by Deborah Karasov
George Quasha’s extraordinary sculptures place natural stones in a state of breathtakingly improbable balance. This fitting follows strict rules: one rock must be balanced on another at a narrow point of contact; no adhesive is permissible, nor may either rock be modified in any way. The result is so delicately balanced that, in Quasha’s words, “sometimes even a breath can bring it down.”
The title of this sculptural series and the book that documents them, Axial Stones, draws attention to the axis around which each configuration must, out of deference to gravity, be organized. As explained in the foreword by art historian Carter Ratcliff, most axes—the axis of the earth, for example, or the crossed axes of a Beaux Arts building—are not only clear, but also stable and permanent. The axes of Quasha's Axial Stones are different: clear and for the moment stable, but charged with an air of contingency.
Quasha has called this dialogue with the natural world speaking in stones, and in the book he uses image and text together to help visualize this process. He tells the stories behind the works, the principles driving the work, and the connections with other of his art practices. For Quasha, an axis is like an intention: a force that generates possibilities as well as order. Every esthetic advances some kind of hope, for truth or clarity or beauty or whatever. “Quasha’s esthetic,” Ratcliff writes, “is driven by the hope that possibility will always be open and fresh, never predictable.” The stone sculptures themselves are open-ended, minutely moving all the time, as the Earth moves. That’s why axial stones can remain where they are for months and years, and suddenly, unprovoked, they fall.
As a young artist, George Quasha was liberated by the interdisciplinary ideas of composer John Cage and poet Robert Duncan, among others. He moved to Barrytown in the early 1970s, when he was teaching at Bard College, ultimately enticing Fluxus artists Dick Higgins and Alison Knowles to join him. Along with his wife, Susan, he founded Station Hill Press, which specializes in publishing art, poetry, and philosophy, with titles ranging from presentations of work by performance artist Gary Hill to novels by French thinker Maurice Blanchot. A recipient of a National Endowment for the Arts fellowship in poetry in 1975, Quasha also received a Guggenheim Fellowship for his video project Art Is: Speaking Portraits, a series of short statements by almost 500 artists, poets, and composers from seven countries and in 17 languages.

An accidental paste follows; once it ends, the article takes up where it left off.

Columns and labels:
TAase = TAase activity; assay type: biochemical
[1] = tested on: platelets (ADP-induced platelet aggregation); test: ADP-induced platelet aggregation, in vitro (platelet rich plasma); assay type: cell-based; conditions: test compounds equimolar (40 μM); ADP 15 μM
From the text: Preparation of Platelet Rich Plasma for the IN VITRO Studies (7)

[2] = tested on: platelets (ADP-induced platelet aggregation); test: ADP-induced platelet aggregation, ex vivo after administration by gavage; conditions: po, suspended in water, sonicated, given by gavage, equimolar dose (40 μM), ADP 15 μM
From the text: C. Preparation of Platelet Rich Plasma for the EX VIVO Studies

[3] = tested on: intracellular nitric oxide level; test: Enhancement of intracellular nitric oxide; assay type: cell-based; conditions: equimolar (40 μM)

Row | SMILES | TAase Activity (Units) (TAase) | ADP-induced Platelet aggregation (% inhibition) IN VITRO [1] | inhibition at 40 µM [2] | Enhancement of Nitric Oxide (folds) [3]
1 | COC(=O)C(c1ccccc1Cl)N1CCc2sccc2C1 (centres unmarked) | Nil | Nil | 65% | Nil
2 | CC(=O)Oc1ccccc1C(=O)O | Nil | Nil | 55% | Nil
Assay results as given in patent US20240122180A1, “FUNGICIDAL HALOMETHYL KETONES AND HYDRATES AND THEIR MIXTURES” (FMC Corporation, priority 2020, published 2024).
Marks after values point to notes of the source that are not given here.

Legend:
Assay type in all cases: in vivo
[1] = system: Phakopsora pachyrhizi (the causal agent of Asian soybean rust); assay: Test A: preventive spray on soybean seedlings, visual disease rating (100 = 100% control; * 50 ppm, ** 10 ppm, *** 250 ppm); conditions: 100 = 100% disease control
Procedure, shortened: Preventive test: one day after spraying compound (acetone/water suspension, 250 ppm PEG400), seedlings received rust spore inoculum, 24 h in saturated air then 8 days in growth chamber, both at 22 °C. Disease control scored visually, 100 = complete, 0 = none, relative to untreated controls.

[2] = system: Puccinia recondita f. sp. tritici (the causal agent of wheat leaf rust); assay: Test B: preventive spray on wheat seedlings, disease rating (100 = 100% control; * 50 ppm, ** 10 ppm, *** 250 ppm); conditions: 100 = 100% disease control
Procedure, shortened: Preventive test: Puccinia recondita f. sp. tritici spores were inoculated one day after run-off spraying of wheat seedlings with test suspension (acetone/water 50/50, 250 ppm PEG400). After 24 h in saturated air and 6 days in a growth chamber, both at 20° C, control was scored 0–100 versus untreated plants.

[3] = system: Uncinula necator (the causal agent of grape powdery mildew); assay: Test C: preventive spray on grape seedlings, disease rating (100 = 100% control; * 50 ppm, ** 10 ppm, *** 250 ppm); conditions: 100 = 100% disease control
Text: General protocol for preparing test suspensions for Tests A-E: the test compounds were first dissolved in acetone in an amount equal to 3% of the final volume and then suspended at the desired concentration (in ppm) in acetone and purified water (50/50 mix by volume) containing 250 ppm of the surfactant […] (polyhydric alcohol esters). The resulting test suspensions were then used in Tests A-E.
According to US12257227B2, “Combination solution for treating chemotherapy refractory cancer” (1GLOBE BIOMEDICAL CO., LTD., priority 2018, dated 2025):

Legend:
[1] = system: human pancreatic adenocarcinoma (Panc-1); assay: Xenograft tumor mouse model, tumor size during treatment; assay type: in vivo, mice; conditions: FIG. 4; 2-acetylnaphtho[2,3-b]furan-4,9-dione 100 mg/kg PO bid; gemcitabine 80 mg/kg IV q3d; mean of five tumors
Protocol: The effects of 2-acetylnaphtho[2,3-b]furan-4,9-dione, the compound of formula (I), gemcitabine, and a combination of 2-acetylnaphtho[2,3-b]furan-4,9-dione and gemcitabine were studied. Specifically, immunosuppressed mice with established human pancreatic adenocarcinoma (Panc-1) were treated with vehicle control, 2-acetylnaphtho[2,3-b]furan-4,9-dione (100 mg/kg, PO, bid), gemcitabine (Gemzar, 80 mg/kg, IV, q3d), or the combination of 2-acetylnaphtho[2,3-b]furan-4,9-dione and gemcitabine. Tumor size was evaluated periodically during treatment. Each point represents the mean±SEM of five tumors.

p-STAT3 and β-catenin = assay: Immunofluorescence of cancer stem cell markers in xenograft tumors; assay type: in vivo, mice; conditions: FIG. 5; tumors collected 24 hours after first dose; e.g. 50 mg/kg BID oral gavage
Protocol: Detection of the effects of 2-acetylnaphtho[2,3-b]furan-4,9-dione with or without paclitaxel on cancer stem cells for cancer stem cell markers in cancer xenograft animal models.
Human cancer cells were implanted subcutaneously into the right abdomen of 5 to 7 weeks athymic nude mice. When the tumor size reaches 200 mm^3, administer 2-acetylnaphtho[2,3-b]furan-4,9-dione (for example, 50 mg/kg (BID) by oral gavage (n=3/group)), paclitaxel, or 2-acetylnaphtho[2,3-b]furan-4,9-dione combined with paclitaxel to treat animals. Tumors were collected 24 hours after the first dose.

Quasha came upon his axial art by chance, walking with his wife Susan and the poet Chie Hasegawa, examining stones and heavy boulders along the pathway from the waterfalls at Bash Bish Falls in the Berkshires. But he had a lifetime of artistic and spiritual preparation to be able to recognize what he was seeing. “For an artist to enter into ‘the state of the axial,’ she or he must be willing to be somehow ‘rediscovered’—or to be in such a state of flexibility that continuous change becomes normative.” Elsewhere, he compared the balancing aspect of the work “with the relaxed alertness and dynamic alignment in the practice of t’ai chi chuan, which I had already been studying for some two decades.”
The concepts Quasha uses to describe his axial art can sometimes be tedious and awkward: he favors phrases like “elemental opening,” “tortional syntax,” and “performative indicative.” Yet, his search for a poetic language to capture the seemingly simple act of placing one stone upon another in an implausible yet necessary way has its own kind of revelation. “The stones mostly originate along riverbanks, in streams, and around waterfalls. In what we call their ‘natural state’—meaning their ordinary condition—they are nondescript, unremarked. Something occurs to displace the inattention that is their condition. One looks directly at them, creating a new axis of attention. Now they are moving in the mind of the observer, turning and becoming attractors. The stones come into relation.”
Quasha teaches us that in the axial state of open perception, things are never just one kind of thing. As with people, whenever you think you know something definite, you soon see it changed, perhaps within the space of a thought. “Stones are only visiting us,” he writes in one of the many poems in his book, “here in the realm of perception. / They have a time / deeper than time. / They sing / quiet. They hold / space open / for shadows / and tilt the continuity / of the empty view.”
Rain Taxi Online Edition, Fall 2007 | © Rain Taxi, Inc. 2007